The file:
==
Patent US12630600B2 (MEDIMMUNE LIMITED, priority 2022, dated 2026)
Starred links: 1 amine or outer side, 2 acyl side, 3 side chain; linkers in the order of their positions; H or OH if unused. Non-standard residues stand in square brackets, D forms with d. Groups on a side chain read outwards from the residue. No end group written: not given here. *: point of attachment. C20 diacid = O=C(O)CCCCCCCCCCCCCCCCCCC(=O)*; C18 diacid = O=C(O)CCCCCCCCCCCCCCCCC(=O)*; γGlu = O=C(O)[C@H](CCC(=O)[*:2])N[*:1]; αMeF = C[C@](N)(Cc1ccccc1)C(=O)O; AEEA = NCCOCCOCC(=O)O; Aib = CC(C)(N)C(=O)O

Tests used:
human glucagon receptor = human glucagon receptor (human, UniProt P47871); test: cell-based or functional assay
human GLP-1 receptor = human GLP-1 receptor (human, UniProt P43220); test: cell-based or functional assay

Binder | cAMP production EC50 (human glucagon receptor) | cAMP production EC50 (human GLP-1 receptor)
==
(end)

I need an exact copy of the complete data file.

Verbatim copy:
Patent US12630600B2 (MEDIMMUNE LIMITED, priority 2022, dated 2026)
Starred links: 1 amine or outer side, 2 acyl side, 3 side chain; linkers in the order of their positions; H or OH if unused. Non-standard residues stand in square brackets, D forms with d. Groups on a side chain read outwards from the residue. No end group written: not given here. *: point of attachment. C20 diacid = O=C(O)CCCCCCCCCCCCCCCCCCC(=O)*; C18 diacid = O=C(O)CCCCCCCCCCCCCCCCC(=O)*; γGlu = O=C(O)[C@H](CCC(=O)[*:2])N[*:1]; αMeF = C[C@](N)(Cc1ccccc1)C(=O)O; AEEA = NCCOCCOCC(=O)O; Aib = CC(C)(N)C(=O)O

Tests used:
human glucagon receptor = human glucagon receptor (human, UniProt P47871); test: cell-based or functional assay
human GLP-1 receptor = human GLP-1 receptor (human, UniProt P43220); test: cell-based or functional assay

Binder | cAMP production EC50 (human glucagon receptor) | cAMP production EC50 (human GLP-1 receptor)